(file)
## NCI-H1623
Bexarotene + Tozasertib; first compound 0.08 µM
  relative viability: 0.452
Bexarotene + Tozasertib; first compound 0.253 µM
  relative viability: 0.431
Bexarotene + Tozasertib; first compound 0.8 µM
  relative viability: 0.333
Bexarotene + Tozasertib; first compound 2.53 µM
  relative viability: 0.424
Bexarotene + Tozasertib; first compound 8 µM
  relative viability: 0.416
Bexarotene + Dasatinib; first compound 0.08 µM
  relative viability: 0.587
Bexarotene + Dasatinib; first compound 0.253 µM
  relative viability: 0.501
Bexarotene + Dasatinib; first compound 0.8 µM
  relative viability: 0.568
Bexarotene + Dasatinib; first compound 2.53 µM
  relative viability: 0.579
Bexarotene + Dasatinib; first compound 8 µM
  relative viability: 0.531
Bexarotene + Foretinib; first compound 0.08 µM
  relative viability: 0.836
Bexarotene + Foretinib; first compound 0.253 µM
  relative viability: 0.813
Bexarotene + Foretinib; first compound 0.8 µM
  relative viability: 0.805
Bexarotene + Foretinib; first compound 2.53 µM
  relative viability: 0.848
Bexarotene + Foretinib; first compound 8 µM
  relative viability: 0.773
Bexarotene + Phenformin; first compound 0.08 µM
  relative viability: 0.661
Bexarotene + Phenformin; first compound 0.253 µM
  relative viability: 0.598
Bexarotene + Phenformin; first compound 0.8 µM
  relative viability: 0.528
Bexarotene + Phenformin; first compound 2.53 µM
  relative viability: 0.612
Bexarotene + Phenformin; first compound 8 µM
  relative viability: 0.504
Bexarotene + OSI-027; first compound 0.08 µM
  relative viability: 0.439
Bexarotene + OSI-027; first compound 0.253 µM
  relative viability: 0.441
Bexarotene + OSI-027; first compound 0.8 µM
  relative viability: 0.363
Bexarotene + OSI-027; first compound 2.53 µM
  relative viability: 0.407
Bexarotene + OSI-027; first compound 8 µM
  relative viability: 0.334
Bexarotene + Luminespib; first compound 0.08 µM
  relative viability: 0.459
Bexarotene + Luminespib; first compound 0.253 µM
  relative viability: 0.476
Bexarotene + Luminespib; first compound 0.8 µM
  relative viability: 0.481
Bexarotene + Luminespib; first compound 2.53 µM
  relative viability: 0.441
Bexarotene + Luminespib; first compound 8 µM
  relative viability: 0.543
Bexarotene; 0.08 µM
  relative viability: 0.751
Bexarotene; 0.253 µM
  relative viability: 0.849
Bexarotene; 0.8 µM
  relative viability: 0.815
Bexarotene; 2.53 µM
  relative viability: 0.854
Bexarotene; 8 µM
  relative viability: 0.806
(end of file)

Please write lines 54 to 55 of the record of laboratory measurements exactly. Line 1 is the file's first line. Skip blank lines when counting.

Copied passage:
Bexarotene + Luminespib; first compound 0.253 µM
  relative viability: 0.476